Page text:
By popular demand (= one person), I will write a bit more about the place where I am supposed to spend the majority of my awake time here, namely Universidad de Buenos Aires (UBA).
To be a bit more precise, my campus is the so-called Ciudad Universitaria, which is beautifully located right by the river in one of the (in my opinion) nicest areas of Capital Federal (which is a more accurate name for the city of Buenos Aires). There are also a couple of other campuses belonging to UBA, including the Faculty of Law (Faculdad de Derecho), which is housed by a very impressive building in the Recoleta neighborhood.
Like I mentioned in the previous post, despite its incredible location, Ciudad Universitaria is really a fantastic example of how to destroy something beautiful. The university buildings (knows as Pabellon 1, 2, and 3) are among the ugliest university buildings I have ever seen – this said by a student who started his university career in the not very charming Arrhenius Laboratory at Stockholm University.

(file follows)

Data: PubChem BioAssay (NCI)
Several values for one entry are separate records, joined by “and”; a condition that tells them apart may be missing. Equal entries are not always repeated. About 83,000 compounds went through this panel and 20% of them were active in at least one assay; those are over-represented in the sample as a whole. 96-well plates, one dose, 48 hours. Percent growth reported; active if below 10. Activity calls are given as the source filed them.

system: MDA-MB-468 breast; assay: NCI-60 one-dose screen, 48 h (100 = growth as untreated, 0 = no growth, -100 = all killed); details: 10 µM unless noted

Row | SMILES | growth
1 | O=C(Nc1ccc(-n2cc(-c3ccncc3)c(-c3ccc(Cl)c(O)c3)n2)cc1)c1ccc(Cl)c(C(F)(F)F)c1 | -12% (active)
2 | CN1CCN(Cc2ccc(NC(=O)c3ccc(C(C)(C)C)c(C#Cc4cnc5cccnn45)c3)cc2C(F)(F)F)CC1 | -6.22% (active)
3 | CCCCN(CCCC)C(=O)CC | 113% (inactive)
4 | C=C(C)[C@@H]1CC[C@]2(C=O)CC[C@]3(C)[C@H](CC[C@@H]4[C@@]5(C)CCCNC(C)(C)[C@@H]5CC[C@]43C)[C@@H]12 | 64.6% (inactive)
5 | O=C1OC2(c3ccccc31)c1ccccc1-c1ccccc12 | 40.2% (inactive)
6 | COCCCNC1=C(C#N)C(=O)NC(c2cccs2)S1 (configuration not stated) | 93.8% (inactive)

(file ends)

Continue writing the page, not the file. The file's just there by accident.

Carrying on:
Nevertheless, the placement of the campus has a pretty interesting history. As told by my Argentinian study mates (Bullshit et al.?), Ciudad Universitaria was originally planned and placed as an isolated part of the city by the military dictatorship, to keep the students under control. Students were considered a threat to the government in power. Indeed, the universities were and still are very politicized, which becomes incredibly obvious from all the banners and flags hanging from the balconies inside the university buildings – usually with left or far left messages.
Although students are not anymore seen as a threat to the government, the campus is still rather isolated, and relatively difficult to access – especially by foot or bicycle. The highway separating the campus from the rest of the city can only be crossed by foot via one single, narrow bridge. The only other option is to make a 5-10 km detour along the riverside, which sounds nice for the visitor, but is not very convenient for the every day bike commuter. It also happens to be so that some less well-meaning people have recognized this limitation, and use this narrow bridge as a good opportunity to rob commuters and passers-by. Or as my lab mate put it: “I was stopped on my bicycle by a guy with a gun, and we agreed that it would be best if I offered him my wallet”.